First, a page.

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[pee-ey-tah, pyey-tah, pee-ey-tuh, pyey-] /ˌpi eɪˈtɑ, pyeɪˈtɑ, piˈeɪ tə, ˈpyeɪ-/
noun, (sometimes lowercase) Fine Arts.
a representation of the Virgin Mary mourning over the body of the dead Christ, usually shown held on her lap.
Origin of Pietà
1635-45; < Italian: literally, pity < Latin pietās piety; cf. pity Unabridged
Based on the Random House Dictionary, © Random House, Inc. 2018.
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Examples from the Web for pieta
Contemporary Examples
Historical Examples
  • It was when she came to pictures of the pieta that she burst out.

    The Rainbow D. H. (David Herbert) Lawrence
  • You didn't read the words in raised letters on the base of the pieta?

    The Last Miracle M. P. Shiel
  • She remembered how once she had stood with him in St. Peter's—in front of the "pieta."

    The Higher Court Mary Stewart Daggett
  • Aida closes the scene with the same prayer to Heaven "pieta!"

    Stars of the Opera Mabel Wagnalls
  • All the saints were there in assorted sizes, the pieta, the cradle in the manger.

    Fanny Herself Edna Ferber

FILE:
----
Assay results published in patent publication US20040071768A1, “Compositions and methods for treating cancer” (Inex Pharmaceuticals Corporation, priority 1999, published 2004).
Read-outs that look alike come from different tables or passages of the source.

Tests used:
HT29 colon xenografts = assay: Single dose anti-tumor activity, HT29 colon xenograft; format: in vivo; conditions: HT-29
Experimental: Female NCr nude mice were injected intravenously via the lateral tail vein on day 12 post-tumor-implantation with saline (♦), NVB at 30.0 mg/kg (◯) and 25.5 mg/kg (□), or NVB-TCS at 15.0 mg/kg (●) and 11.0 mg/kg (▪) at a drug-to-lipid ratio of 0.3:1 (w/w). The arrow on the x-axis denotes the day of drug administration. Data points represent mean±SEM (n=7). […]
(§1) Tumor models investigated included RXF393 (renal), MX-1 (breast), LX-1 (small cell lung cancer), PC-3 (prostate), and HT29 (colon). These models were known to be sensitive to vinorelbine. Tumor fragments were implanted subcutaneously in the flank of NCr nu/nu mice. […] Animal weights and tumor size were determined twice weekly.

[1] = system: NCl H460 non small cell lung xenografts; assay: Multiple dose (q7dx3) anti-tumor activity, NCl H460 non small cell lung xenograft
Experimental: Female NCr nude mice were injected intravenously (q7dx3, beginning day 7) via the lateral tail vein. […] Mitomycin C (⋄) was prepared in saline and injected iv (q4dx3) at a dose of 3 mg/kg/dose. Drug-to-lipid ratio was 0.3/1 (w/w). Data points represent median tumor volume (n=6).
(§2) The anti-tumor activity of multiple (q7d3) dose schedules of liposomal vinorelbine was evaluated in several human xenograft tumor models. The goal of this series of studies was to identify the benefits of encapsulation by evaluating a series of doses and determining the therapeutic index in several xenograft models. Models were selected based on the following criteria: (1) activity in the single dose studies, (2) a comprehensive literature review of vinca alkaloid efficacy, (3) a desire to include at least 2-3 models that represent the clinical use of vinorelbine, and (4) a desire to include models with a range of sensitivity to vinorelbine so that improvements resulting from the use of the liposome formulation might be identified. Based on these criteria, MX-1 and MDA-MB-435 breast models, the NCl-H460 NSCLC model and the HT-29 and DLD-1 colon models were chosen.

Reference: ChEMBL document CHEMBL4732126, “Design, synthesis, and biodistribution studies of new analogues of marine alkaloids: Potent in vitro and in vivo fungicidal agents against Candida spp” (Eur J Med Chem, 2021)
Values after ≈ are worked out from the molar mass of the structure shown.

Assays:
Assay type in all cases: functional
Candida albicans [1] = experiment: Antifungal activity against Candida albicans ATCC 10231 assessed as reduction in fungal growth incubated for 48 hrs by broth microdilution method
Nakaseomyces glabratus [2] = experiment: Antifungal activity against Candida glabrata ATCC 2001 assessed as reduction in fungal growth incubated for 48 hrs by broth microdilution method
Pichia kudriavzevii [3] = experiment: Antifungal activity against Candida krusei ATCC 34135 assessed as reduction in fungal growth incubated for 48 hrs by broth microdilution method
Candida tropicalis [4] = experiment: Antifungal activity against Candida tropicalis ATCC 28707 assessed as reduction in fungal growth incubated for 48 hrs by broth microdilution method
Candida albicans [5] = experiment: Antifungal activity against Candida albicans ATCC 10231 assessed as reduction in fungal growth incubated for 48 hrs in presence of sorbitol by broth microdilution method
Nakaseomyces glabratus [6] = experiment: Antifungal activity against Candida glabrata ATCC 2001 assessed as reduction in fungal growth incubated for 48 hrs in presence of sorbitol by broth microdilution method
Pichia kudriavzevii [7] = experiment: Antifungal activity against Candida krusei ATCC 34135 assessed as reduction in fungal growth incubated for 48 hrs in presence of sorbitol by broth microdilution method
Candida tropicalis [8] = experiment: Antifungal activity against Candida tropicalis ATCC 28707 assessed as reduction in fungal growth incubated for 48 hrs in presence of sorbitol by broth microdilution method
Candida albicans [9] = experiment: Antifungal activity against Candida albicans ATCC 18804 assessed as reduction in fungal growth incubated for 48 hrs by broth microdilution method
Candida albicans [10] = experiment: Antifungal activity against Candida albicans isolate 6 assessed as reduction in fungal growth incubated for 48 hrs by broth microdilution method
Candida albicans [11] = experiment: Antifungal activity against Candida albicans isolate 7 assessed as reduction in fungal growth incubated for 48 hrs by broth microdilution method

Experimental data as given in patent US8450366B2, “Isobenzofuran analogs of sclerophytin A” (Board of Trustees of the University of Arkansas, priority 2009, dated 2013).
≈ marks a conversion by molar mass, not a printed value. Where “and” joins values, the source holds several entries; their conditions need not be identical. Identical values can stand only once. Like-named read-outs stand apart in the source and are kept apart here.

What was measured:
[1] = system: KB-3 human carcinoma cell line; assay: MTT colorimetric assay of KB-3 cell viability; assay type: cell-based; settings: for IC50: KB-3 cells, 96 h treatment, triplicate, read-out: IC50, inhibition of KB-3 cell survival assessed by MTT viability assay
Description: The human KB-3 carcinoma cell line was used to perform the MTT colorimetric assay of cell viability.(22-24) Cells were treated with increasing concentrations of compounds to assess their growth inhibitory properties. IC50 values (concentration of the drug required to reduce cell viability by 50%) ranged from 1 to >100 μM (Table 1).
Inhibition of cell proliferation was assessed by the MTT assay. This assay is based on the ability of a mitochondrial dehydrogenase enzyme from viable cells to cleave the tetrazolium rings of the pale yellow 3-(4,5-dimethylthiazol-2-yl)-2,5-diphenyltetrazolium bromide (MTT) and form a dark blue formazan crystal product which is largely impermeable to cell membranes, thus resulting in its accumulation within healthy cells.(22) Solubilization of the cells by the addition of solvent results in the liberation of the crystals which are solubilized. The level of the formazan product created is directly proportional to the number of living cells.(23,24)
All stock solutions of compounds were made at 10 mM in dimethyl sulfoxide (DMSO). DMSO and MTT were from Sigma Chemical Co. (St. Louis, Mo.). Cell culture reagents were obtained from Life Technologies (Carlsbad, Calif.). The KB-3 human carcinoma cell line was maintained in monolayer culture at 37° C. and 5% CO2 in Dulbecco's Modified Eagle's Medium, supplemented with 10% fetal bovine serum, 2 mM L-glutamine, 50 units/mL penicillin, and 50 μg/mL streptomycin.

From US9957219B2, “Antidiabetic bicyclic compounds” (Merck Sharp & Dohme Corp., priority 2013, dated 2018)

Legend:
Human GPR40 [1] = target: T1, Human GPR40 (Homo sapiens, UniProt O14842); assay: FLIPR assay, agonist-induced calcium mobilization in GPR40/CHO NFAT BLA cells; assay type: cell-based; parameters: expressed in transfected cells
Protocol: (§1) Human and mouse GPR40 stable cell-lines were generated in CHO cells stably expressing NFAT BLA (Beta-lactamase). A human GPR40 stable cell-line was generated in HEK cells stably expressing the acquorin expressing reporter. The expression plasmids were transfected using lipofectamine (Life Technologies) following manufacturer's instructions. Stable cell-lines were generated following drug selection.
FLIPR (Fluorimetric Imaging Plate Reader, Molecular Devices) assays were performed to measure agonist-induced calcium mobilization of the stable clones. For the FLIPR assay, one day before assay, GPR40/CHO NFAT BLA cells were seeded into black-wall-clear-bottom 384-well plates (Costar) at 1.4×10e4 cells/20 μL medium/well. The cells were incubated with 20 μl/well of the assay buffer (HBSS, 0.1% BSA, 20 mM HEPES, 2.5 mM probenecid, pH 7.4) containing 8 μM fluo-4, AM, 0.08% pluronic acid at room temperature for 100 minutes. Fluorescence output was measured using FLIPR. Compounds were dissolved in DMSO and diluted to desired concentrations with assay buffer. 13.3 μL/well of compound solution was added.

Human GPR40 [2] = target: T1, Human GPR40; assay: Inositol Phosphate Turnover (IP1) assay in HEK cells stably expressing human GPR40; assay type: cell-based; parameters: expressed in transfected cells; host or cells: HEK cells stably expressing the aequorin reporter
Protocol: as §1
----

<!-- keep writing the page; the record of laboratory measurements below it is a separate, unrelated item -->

• We might, perhaps, have recognized it in the pieta in St. Peter's.

    Emerson and Other Essays John Jay Chapman
  • In the same hall is the last work of Titian, a pieta, or figure of the dead Christ upon his mother's knees.

    From the Oak to the Olive Julia Ward Howe
  • The pieta is not at all in any of the moods of old Northern work, and it bears the initials of Max Dees, who most likely made it.

    The Last Miracle M. P. Shiel
  • Langler said hardly anything, and only once spoke to Herr Tschudi, when he called out: "Is this pieta ancient?"

    The Last Miracle M. P. Shiel
British Dictionary definitions for pieta


a sculpture, painting, or drawing of the dead Christ, supported by the Virgin Mary
Word Origin
Italian: pity, from Latin pietāspiety
Collins English Dictionary - Complete & Unabridged 2012 Digital Edition
© William Collins Sons & Co. Ltd. 1979, 1986 © HarperCollins
Publishers 1998, 2000, 2003, 2005, 2006, 2007, 2009, 2012
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Word Origin and History for pieta



"Virgin holding the dead body of Christ," 1640s, from Italian pieta, from Latin pietatem (see piety).

Online Etymology Dictionary, © 2010 Douglas Harper
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pieta in Culture
Pietà [(pyay-tah; pee-ay-tah)]

A painting, drawing, or sculpture of Mary, the mother of Jesus, holding the dead body of Jesus. The word means “pity” in Italian. (See photo, next page.)

Note: The most famous of four Pietàs by Michelangelo is a sculpture at Saint Peter's Basilica in the Vatican.
The New Dictionary of Cultural Literacy, Third Edition
Copyright © 2005 by Houghton Mifflin Company.
Published by Houghton Mifflin Company. All rights reserved.
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